First it was the Office of Urban Policy. Then, at the time of its launch in 2009, it quietly turned into the Office of Urban Affairs: a small, but interesting name change. Its director, Adolfo Carrion, the former Bronx borough president once rumored to be in the running for HUD secretary before President Obama tapped fellow New Yorker Shaun Donovan to head the agency, was at the helm of an upstart White House office. The office was supposed to represent something of a pipeline between the West Wing and respective urban city halls.
Just over a year later, Carrion has left his post, being named HUD’s regional director for New York and New Jersey. Carrion’s tenure as President Obama’s point man on urban issues at the Office of Urban Affairs was short and mostly uneventful, characterized by a muted tone that contrasted with the high level of anticipation it had generated, a reflection of the ethos that “urban policies are the rules and incentives that shape the prosperity, equity, and environmental sustainability of the metropolitan regions in which 8 in 10 people live,” as Xavier de Souza Briggs, associate director of the White House Office of Management and Budget, wrote in Shelterforce just before the 2008 elections.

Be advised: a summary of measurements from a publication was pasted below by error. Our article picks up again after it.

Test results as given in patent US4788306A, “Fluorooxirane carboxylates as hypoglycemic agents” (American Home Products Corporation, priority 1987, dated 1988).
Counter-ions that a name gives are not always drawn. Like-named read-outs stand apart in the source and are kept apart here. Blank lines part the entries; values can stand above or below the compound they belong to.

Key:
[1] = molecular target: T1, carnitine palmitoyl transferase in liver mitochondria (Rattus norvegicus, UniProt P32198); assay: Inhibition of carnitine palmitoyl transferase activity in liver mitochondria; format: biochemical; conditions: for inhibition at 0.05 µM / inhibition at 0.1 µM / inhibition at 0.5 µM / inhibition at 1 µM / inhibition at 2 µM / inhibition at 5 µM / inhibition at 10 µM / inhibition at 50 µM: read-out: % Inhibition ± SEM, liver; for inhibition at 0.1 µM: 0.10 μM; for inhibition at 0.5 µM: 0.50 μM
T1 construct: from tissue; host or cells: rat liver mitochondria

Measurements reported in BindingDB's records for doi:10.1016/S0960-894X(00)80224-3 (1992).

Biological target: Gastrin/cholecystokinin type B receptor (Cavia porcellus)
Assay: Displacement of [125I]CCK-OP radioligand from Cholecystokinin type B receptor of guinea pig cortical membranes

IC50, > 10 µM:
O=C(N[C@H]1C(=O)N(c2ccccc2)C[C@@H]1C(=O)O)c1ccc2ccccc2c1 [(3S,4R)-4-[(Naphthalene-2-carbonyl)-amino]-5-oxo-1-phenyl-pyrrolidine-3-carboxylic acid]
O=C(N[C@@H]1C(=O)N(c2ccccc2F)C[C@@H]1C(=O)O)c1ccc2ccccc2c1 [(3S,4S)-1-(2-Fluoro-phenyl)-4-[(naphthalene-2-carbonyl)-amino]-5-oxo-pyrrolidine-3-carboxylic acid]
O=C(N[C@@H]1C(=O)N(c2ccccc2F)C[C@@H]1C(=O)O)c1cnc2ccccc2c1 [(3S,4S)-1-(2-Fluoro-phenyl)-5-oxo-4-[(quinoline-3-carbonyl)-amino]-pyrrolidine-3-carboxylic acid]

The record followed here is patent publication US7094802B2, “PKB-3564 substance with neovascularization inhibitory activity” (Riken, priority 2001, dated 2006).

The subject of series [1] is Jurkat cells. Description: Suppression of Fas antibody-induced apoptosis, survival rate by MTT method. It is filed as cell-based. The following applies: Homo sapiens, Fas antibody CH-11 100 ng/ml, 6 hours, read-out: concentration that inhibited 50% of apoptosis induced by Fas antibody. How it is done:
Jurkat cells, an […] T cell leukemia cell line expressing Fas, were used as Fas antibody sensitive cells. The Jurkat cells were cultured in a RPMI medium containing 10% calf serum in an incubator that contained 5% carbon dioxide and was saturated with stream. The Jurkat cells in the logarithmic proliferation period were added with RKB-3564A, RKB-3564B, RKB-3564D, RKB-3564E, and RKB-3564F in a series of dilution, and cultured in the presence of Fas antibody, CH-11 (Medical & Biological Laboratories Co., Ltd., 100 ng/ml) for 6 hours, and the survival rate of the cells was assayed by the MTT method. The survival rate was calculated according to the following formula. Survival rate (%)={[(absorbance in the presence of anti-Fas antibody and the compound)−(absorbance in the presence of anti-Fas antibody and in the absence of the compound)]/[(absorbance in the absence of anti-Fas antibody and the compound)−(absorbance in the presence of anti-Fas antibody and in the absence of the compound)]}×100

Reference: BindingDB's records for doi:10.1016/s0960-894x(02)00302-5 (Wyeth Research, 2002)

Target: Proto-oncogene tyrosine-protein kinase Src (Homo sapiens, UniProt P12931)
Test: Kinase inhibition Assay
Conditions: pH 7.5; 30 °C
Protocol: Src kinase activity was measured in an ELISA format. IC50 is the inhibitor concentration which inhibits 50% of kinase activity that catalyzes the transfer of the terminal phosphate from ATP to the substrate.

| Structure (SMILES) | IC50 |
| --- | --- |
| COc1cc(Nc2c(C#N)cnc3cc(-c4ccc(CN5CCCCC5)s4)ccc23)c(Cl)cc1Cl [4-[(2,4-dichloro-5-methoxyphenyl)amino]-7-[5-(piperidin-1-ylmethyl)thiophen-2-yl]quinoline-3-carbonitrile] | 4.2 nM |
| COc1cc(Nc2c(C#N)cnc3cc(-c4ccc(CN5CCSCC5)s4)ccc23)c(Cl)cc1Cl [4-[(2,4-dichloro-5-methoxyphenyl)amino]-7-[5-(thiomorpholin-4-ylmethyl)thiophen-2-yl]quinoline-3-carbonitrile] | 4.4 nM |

A new director for the Office of Urban Affairs as not yet been named, and we’ll be watching how that office takes shape anew moving forward. Certainly we wish Carrion well, but we’d like to see that foundation really take hold — soon.